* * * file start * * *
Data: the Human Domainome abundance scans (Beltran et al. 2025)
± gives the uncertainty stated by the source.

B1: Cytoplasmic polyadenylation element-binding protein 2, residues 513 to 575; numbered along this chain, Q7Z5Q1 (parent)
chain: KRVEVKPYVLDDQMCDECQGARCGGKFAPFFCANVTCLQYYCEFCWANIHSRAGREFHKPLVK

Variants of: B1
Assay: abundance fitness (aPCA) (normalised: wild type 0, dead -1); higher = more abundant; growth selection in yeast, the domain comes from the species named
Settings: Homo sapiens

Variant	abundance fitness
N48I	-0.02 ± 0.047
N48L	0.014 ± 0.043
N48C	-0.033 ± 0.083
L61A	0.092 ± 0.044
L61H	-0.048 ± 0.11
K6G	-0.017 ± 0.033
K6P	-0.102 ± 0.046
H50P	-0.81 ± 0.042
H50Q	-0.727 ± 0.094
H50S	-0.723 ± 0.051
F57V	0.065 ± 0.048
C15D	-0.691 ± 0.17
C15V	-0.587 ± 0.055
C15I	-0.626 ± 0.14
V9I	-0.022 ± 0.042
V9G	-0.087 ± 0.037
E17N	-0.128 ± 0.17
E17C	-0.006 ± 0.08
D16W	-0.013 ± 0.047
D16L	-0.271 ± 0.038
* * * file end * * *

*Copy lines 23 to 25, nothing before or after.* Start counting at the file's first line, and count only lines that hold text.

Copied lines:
V9I	-0.022 ± 0.042
V9G	-0.087 ± 0.037
E17N	-0.128 ± 0.17